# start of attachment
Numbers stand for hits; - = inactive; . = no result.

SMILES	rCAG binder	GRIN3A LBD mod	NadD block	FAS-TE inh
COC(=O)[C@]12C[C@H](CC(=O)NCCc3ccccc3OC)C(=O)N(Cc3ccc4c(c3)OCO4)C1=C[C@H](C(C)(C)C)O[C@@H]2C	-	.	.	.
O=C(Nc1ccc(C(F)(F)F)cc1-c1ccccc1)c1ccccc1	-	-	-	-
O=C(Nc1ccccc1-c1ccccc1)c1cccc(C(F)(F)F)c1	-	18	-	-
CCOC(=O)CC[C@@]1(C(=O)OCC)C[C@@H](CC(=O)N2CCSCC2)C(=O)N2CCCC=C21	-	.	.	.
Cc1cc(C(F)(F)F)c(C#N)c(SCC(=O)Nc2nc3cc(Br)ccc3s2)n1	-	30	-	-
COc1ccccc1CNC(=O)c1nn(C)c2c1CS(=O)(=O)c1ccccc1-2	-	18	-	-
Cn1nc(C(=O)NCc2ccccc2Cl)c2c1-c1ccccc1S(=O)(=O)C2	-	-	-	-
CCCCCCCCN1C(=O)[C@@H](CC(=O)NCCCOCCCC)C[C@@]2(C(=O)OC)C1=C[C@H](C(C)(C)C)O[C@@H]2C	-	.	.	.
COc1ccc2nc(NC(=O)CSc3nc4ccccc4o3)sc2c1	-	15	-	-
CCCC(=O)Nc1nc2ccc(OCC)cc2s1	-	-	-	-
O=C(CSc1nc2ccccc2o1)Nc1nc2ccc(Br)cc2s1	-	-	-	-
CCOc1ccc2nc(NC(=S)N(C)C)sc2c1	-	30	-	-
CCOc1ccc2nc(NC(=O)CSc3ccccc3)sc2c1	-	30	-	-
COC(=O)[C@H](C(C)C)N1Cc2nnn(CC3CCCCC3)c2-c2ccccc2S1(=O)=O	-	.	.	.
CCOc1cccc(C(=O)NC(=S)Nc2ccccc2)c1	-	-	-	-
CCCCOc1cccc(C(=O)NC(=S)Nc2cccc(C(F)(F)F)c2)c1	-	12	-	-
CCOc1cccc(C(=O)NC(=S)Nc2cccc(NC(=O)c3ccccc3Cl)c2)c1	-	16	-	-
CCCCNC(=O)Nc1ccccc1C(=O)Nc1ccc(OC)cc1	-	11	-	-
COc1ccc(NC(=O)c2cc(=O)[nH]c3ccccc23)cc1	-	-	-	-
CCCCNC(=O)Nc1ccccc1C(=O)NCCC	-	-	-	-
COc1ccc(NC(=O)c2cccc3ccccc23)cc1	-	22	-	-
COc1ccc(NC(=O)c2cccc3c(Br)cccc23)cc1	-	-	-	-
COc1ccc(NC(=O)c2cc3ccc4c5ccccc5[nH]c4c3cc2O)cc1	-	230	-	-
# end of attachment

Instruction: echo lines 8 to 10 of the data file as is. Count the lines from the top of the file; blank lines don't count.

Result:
COc1ccccc1CNC(=O)c1nn(C)c2c1CS(=O)(=O)c1ccccc1-2	-	18	-	-
Cn1nc(C(=O)NCc2ccccc2Cl)c2c1-c1ccccc1S(=O)(=O)C2	-	-	-	-
CCCCCCCCN1C(=O)[C@@H](CC(=O)NCCCOCCCC)C[C@@]2(C(=O)OC)C1=C[C@H](C(C)(C)C)O[C@@H]2C	-	.	.	.